With its complex climate and a fragile eco-environment, China is vulnerable to the adverse effects of climate change. And, as a developing country with a large population, a relatively low level of economic development, climate change could also affect economic and social development.
In response to the threat of global warming, China has issued a White Paper with policies and plans for addressing climate change.
The Paper says China is one of the countries most susceptible to the adverse effects of climate change. The impact will be felt mainly in the fields of agriculture, livestock breeding, forestry, natural ecosystems, water resources and coastal zones.
To address climate change, China must stick to the following principles. It must address climate change within the framework of sustainable development; uphold the core principle of common but differentiated responsibilities among developed and developing countries; place equal emphasis on both deceleration and adaptation; actively participate in the major climate change programs of the UN Framework Convention on Climate Change and the Kyoto Protocol; rely on the advancement and innovation of science and technology, and on mass participation and extensive international cooperation.
The Paper outlined policies and actions to decelerate climate change, including adjusting the economic structure to promote the optimizing and upgrading of the industrial structure; making great efforts to save energy and raise energy efficiency; developing renewable energy and optimizing the energy mix; developing a recycling economy to reduce greenhouse gas emissions; reducing greenhouse gas emissions in agriculture and the countryside; promoting forestation and strengthening the capacity of carbon sinks, and intensifying R&D efforts to deal with climate change scientifically.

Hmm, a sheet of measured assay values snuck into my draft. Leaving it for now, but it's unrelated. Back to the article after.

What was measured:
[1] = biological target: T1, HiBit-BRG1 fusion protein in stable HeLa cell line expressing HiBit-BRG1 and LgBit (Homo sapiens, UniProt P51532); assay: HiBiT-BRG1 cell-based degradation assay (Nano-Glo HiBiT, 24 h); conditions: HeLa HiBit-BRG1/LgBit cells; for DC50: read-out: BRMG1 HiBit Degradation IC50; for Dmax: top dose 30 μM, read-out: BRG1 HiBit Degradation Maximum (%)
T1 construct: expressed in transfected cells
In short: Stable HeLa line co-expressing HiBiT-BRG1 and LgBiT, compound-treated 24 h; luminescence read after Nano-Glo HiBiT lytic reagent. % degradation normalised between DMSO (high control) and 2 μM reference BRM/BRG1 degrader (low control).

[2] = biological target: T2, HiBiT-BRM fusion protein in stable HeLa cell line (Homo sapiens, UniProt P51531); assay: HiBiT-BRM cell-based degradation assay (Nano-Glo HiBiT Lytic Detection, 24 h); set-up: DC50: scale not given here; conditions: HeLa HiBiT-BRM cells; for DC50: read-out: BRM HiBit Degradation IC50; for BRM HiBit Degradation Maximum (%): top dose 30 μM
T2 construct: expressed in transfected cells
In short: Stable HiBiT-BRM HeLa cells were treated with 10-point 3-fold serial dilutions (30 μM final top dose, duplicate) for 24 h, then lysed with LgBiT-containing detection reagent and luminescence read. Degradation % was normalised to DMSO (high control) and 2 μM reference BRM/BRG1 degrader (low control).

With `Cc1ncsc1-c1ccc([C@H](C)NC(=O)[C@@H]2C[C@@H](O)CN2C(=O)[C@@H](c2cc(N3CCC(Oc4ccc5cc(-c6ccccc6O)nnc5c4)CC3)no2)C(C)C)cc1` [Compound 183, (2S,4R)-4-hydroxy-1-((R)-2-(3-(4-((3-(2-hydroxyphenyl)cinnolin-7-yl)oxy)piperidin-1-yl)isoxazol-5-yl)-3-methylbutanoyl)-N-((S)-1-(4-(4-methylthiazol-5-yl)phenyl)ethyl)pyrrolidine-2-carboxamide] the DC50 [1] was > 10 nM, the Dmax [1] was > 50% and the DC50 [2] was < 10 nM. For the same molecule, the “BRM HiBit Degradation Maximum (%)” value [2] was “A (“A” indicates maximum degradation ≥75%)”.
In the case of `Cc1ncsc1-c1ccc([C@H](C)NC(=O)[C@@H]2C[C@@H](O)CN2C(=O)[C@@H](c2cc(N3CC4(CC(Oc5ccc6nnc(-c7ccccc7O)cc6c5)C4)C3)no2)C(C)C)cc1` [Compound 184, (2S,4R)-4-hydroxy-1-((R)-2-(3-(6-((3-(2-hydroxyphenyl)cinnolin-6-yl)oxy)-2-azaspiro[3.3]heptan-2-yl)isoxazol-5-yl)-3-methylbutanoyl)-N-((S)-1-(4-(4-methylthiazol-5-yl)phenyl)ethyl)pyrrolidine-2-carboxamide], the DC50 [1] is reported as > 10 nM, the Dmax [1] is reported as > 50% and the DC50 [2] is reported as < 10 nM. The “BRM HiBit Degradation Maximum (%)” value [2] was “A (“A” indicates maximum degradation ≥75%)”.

The document stresses that China must continue to attach great importance to education concerning the environment and climate change, as well as public participation. The White Paper on Climate Change also emphasizes that governments at all levels must form institutions and mechanisms conducive to reducing greenhouse gas emissions, increase financial input and improve rules conducive to decelerating and adapting to climate change, thus enhancing work on climate change in accordance with the law.
(CCTV October 30, 2008)